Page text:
WordPress 5.5 will include a new AutoUpdate feature. Previously, you could choose an auto-update feature to update WordPress core via various lines of code added to wp-config.php. You could even direct WordPress to update themes and plugins within wp-config.php.

As of 5.5, the default behaviors of updating core will also extend to plugins and themes. This will be a great improvement over letting your themes and plugins lapse in their code updates since outdated code is a major way that hackers gain control over and deface WordPress sites.

It might be a bit irksome, however, to WordPress professionals who charge a premium for WordPress updates. But, don’t fire your WordPress management company just yet.

The problem with turning on automatic updates and just walking away is that you can’t always be sure that an automated update won’t break your site. It’s important, when upgrading a plugin or a theme, to first take a backup of your site, and then do the update first in a development or staging environment, hosted away and separately from your live site. That way you can see the effects of the changes to plugin or theme code (and core code as well) before you commit the same changes to the live site.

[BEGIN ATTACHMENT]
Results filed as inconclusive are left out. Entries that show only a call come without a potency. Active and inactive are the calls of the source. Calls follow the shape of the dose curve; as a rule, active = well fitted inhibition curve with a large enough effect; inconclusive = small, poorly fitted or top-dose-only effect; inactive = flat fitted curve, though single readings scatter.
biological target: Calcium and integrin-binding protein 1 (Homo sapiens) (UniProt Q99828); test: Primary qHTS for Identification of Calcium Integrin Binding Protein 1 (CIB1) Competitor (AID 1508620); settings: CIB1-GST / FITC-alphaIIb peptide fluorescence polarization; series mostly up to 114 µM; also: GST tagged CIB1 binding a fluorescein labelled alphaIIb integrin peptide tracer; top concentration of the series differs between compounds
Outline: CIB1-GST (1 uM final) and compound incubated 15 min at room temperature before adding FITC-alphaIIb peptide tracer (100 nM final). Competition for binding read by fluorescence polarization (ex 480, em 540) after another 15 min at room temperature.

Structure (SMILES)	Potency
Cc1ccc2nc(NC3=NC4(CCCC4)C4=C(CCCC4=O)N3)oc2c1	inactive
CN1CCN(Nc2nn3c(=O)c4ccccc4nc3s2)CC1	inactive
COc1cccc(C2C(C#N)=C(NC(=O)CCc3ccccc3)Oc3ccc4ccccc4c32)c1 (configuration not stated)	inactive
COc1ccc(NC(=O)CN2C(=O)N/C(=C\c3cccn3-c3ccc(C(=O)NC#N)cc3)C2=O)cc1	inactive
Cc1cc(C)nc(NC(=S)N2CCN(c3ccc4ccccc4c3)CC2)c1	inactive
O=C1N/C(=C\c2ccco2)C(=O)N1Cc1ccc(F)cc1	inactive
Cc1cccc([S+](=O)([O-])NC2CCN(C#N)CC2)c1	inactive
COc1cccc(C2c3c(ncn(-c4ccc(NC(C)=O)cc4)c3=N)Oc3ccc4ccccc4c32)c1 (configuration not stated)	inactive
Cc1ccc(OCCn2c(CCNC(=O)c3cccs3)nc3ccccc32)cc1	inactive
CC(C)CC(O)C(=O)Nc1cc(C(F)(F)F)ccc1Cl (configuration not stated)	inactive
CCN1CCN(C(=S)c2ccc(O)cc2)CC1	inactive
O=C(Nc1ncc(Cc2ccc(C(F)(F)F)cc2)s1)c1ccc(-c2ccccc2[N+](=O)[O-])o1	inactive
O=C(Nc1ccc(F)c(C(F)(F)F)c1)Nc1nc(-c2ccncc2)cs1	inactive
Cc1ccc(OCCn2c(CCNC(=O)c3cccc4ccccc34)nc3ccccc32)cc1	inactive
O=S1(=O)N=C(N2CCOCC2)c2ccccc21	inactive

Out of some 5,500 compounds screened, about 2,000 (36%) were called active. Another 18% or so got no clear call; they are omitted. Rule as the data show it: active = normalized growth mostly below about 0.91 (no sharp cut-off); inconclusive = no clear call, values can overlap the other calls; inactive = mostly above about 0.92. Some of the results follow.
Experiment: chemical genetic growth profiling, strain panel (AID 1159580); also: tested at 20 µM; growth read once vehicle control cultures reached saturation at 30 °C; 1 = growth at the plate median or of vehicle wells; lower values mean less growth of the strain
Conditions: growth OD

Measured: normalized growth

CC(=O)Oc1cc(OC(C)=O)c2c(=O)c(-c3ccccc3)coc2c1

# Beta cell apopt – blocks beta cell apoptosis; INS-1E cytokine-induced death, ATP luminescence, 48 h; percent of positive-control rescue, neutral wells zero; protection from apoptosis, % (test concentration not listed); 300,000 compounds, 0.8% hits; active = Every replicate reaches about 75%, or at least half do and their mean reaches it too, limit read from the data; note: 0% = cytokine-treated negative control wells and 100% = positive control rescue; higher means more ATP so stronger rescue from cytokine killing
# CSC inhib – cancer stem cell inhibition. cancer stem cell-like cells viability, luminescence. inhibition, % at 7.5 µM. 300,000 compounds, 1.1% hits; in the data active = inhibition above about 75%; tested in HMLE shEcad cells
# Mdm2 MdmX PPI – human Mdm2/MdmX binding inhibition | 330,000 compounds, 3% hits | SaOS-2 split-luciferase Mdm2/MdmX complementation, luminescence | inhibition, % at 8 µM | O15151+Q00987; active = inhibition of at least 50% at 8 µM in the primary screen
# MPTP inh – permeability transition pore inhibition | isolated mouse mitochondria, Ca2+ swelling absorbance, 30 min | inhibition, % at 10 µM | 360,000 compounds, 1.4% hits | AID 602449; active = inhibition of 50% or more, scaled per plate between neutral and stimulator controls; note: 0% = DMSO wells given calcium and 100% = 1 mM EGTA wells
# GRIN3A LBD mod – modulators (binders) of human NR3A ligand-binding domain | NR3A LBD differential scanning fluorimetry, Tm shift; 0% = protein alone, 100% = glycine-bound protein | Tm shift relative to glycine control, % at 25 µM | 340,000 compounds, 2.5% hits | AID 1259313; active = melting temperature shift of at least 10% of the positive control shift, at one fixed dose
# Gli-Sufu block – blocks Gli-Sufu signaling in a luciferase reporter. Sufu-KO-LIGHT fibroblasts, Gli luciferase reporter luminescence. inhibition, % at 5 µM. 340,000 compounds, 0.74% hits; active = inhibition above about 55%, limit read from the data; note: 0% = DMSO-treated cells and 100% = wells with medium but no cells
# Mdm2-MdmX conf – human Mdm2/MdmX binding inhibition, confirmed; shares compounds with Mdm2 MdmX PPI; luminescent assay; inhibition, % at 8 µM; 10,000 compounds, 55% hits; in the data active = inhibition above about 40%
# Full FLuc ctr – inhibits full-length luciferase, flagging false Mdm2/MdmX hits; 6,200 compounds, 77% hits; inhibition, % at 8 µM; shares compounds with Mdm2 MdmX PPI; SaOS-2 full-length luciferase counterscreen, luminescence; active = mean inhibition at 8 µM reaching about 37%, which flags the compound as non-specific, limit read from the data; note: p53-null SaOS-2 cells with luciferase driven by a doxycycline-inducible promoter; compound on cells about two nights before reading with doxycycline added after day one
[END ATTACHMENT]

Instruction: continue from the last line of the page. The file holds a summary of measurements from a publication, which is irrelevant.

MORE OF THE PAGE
This is where WordPress maintenance professionals can still shine, by offering their services to individually “regression test” your site with each core, plugin, and theme update. Some of those tests can be automated through “continuous integration” via CircleCI and visual regression testing. These techniques and tools can still be out of reach of the technical abilities of most website owners.

Automatic updates can reduce risk to your website. But without such rigorous regression testing, automatic updates can also introduce new risks. Be sure you have a plan for regression testing your site when applying any type of update, whether automated or manual.